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HindustanTimes Thu,18 Dec 2014

Kiran Rao misses anonymity, cooking

Afsana Ahmed, Hindustan Times  Mumbai, July 21, 2013
First Published: 14:58 IST(21/7/2013) | Last Updated: 15:37 IST(21/7/2013)

It’s remarkable to see Aamir Khan’s petite wife Kiran Rao holding power in her name, in view of her non-relationship with Bollywood. Be it her passion for her work (filmmaking), her deep interest as a homemaker or her definite standings in some matters, Kiran is unmistakably a woman of today.

Her intentions are also noteworthy. Whether it is propagating the concept of surrogacy through practice or backing small time filmmakers like Anand Gandhi (Ship Of Theseus), she is certainly an emerging force.

You think you can set a trend of sorts for others to follow?
It’s exciting that there is an interest in each other’s work and a lot of sharing between the young filmmakers today. And I see it translating into a common goal. That’s the only way we can grow as filmmakers. I’m not on social media but I hear that people who are there are even more connected, and this includes filmmakers. Onir, had come up with a petition on indie cinema and a lot of us had signed it. People are making indie cinema country wide and are facing issues on distributions and exhibitions. So, these are things that we actually should be crashing out and try to solve these problems together. So yes, I foresee a change.

Any advice to girls who dream of marrying movie stars? http://www.hindustantimes.com/Images/Popup/2012/7/aamir-kiran-surrogacy.jpg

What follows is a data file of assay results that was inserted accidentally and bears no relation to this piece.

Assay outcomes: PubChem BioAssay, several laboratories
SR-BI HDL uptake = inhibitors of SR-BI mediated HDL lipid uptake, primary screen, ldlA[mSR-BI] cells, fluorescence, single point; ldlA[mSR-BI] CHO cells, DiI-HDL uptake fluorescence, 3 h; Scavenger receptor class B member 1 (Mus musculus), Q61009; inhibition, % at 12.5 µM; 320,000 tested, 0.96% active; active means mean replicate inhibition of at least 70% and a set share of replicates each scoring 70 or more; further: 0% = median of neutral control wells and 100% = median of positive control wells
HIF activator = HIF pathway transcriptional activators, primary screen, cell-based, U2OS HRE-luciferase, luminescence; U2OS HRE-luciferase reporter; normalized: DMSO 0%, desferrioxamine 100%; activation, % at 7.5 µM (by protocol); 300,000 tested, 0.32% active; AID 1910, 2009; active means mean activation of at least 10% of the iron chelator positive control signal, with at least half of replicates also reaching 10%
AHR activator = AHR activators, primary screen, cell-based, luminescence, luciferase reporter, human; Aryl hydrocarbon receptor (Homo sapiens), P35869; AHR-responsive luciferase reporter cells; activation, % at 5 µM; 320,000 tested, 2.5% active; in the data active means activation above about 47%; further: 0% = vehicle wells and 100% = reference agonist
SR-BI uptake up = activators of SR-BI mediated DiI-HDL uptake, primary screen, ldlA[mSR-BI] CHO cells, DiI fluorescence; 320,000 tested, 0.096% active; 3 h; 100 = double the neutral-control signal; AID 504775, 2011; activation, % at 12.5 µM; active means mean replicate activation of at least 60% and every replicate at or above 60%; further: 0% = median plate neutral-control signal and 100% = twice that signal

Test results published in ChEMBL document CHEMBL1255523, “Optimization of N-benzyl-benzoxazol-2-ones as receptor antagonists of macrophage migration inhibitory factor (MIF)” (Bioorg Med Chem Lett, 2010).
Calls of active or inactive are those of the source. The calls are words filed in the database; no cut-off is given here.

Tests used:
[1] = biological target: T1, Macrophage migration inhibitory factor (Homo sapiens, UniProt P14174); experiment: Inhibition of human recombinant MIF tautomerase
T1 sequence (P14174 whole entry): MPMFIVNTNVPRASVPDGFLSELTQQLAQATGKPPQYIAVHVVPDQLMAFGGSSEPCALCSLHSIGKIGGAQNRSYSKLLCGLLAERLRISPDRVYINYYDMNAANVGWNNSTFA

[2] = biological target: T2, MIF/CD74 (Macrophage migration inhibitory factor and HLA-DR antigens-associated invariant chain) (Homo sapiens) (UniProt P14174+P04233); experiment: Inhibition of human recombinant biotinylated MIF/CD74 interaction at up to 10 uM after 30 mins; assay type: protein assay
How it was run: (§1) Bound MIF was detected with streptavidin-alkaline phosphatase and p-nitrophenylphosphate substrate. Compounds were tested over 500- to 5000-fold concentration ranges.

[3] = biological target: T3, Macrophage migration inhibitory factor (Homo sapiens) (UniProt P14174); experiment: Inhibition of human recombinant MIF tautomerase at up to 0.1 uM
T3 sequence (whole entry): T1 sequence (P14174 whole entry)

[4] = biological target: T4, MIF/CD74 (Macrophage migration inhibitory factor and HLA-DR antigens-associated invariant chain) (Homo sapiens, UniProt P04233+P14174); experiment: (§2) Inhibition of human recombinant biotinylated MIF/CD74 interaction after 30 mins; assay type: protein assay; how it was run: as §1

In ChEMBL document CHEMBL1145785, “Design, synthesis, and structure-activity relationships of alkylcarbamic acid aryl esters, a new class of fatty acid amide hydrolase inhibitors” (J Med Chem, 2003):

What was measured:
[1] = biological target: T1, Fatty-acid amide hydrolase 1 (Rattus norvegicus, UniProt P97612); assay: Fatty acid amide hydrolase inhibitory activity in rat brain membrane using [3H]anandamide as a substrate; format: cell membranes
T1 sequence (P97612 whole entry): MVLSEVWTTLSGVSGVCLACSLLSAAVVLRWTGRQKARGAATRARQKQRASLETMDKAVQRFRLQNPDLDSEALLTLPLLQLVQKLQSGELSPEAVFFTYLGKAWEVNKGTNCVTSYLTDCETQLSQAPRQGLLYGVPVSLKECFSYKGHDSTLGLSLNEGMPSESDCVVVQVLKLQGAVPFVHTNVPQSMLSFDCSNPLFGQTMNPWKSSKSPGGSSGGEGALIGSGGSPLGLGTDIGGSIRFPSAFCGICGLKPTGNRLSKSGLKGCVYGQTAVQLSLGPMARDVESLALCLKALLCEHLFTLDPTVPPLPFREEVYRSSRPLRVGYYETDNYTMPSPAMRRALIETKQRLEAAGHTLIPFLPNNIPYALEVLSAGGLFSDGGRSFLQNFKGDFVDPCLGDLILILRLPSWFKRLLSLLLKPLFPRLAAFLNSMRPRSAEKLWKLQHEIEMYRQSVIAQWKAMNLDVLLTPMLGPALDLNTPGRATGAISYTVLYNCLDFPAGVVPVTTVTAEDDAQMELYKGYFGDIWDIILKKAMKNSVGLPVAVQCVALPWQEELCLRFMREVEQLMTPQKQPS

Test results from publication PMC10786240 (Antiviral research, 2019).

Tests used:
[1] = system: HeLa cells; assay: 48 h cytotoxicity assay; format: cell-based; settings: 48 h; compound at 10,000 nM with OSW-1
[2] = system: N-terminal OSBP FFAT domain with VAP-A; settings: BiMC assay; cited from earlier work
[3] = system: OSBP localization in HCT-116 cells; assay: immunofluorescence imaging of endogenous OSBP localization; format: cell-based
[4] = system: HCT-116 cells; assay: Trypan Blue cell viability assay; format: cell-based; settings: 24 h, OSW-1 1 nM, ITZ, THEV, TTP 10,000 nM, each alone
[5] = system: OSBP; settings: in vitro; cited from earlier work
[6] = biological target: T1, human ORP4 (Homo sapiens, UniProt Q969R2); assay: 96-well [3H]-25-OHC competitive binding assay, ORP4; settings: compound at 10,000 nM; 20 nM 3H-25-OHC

I feel the desire of having a child with a film star or marrying one is fairly a teenage dream. Hope they’ll grow out of it. I understand millions of girls out there want to marry Ranbir Kapoor and I don’t blame them, because he’s so desirable. But, I would like to tell them that look around and you may find someone not as famous as him, but someone who is equally handsome and who would want to share his life with you. That fact should be given more importance than whether a person is rich and famous. As you go along in life, you realise that all marriages and relationships, whether it’s a film stars’ or otherwise, go through their personal struggles. So, one should not aim to marry a film star, but enrich oneself internally. I also feel that it’s important to first find happiness and a sense of fulfilment within yourself, else the dream of being fulfilled only through marriage or children sort of looses its significance. 

Aamir becomes a recluse when he is shooting. Does it bother you that you don’t get to spend enough quality time with him?
Ever since Azad was born, he’s been incredibly busy. First with season one of Satyamev Jayate, and then prepping for Dhoom 3 and Peekay. Now, he’s caught up with the research of Satyamev Jayate 2 and wrapping up the two films. So it’s been crazy. That’s why Azad and I went to Chicago for three months when he was shooting for Dhoom 3. Later, we went to Rajasthan and stayed with him for a month during Peekay. It’s difficult for me, but we know it’s just a phase and hopefully life will be slightly ordered once the movies are over.

How does he make up for it?